M/s Asia Today Ltd. Vs. ADIT (International Taxation), Mumbai
in accordance with the provisions of clause (b) of section 244A(1) interest is payable on excess payment of self assessment tax. - if the refund is out of any tax, other than advance tax or tax deducted at source or penalty, interest shall be payable for the period starting from the date of payment of such tax or penalty and ending on the date of grant of the refund.
BBC Worldwide Limited Vs. ADIT (Directorate of International Taxation), New Delhi.
whether- (i) the ld. CIT(Appeals) was right in holding that the assessee had the business connection and the Permanent Establishment (PE) in India; (ii) he was right in attributing profit to the PE as determined by him; (iii) he was right in taxing interest income @ 20% on gross basis against the rate of 15% prescribed under the relevant tax avoidance treaty; and (iv) he was right in charging interest u/s 234B on assessed income and not on the returned income?
M/s Frick India Limited Vs. DCIT, New Delhi.
there was a composite agreement titled as “intellectual property license and non compete agreement” vide which several valuable rights including the right to use the trademark, technical know-how including right to export to 30 countries have been granted over a long period of ten years to the assessee, which gave rise to a benefit of enduring nature. However, the AO has allowed the same as revenue expenditure without application of mind and without keeping in view the stand taken in earlier years by the AO which was also confirmed by the CIT(A) on the very same facts.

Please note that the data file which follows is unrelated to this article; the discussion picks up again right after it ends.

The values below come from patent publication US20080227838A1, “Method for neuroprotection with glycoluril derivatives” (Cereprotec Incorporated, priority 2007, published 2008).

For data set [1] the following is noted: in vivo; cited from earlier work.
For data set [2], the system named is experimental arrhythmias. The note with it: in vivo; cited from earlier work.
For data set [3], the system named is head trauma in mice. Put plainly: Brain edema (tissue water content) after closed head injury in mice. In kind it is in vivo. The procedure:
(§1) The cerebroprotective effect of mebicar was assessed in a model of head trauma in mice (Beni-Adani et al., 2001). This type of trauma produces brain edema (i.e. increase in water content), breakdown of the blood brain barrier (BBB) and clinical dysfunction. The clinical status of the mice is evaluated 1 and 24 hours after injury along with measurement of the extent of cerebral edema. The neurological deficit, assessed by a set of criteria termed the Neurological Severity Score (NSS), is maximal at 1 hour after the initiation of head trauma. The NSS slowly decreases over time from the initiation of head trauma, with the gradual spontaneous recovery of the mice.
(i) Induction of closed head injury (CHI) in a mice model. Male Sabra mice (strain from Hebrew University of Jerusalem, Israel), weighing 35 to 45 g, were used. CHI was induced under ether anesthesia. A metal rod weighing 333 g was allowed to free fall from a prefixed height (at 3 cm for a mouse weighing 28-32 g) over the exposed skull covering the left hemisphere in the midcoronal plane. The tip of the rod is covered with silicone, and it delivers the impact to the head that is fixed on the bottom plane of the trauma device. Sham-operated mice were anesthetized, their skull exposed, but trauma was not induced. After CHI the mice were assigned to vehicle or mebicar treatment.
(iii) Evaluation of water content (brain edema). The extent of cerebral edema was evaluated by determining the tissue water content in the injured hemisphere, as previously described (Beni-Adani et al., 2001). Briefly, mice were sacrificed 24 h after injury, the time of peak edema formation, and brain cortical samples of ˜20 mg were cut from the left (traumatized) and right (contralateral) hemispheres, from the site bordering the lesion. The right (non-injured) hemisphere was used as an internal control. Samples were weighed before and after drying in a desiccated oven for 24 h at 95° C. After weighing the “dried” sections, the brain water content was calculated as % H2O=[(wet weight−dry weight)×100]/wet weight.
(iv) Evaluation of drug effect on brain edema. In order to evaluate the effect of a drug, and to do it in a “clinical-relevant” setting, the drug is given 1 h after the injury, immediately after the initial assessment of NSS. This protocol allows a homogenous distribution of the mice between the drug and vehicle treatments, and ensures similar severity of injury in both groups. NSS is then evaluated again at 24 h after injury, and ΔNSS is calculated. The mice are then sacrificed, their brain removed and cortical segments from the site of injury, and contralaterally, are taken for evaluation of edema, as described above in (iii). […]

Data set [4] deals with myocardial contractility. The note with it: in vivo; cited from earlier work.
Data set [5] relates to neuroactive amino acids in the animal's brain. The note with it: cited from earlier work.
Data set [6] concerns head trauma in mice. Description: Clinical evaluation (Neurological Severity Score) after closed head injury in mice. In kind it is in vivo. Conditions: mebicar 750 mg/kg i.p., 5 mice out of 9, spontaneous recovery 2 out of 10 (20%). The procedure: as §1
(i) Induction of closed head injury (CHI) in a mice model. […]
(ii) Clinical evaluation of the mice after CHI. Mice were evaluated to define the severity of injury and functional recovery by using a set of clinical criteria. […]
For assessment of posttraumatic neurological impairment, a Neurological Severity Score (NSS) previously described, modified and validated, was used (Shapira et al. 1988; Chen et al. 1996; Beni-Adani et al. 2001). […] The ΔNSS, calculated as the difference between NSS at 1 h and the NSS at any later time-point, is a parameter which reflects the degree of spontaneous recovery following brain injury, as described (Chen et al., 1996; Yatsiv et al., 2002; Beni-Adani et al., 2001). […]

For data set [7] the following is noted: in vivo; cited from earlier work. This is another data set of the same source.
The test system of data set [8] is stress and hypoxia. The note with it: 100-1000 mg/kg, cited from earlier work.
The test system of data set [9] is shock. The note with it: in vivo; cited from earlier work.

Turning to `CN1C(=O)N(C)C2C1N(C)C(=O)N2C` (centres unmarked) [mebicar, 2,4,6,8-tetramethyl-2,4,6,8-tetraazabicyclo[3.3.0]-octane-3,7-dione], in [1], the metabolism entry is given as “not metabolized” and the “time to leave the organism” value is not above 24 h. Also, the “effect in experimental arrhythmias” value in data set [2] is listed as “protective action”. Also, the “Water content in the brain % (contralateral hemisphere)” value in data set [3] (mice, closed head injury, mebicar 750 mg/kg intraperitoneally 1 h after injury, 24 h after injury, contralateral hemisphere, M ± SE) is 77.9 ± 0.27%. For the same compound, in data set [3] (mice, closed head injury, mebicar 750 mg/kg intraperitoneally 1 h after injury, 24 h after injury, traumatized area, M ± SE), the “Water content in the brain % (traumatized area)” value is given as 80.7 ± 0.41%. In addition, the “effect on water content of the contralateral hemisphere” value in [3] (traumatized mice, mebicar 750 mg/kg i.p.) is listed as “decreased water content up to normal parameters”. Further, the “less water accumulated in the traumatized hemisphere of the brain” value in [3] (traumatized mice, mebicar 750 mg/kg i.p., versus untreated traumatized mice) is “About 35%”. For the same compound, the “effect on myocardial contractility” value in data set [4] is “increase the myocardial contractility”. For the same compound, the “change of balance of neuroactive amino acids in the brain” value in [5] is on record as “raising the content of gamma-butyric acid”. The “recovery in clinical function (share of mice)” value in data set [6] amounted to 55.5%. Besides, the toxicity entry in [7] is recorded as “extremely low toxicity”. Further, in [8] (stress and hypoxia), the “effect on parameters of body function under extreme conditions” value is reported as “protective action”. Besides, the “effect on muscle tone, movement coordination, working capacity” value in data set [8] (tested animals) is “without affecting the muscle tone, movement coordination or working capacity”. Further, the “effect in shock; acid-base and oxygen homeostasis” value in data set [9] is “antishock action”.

Shri Mukesh D.Ambani Vs. Jt. Commissioner of Income-Tax, Mumbai
there was no transfer of 50 crores shares of RIC of the face value of Re.1/- by RCIL to Mukesh Ambani on 31.3.2004 when the Demat Account of the Assessee held with the Depository Participant, HDFC Bank Ltd., the Client’s ID of the Assessee being 42646206 and Depository ID No. being IN300476 was credited with 50 Crores shares of face value of Re.1/- of RIC from the Demat account of RCIL bearing ID No. 10011366 with the Depository Participant Reliance Capital Ltd. by way of sale and that the said transfer was only by way of delivery of possession of shares as security for repayment of a loan availed by RCIL from the Assessee.
Lucent Technologies GRL LLC Vs. ADIT Tax (International Taxation), Mumbai
The assessee is a non-resident company incorporated in the U.S., engaged in the business of providing software in relation to telecom project for wireless telephony networks. During the years under consideration, the assessee had supplied / sold standard software to Reliance Infocom Limited in India for the wireless reliance network. Pursuant to the order passed by the A.O. in response to the application made by the Reliance under section 195 of the Act, Reliance deducted taxes @ 15% as per rates prescribed in the D.T.A.A. between India and U.S.A. CIT(A) passed an order concluding that the payments for the sale of software were only for supply of copyrighted and do not amount to royalty within the meaning of section 9(1)(vi) of the Act or Article 12(3) of the D.T.A.A. It was held that the A.O. had wrongly held the said payments as royalty and the addition was accordingly deleted.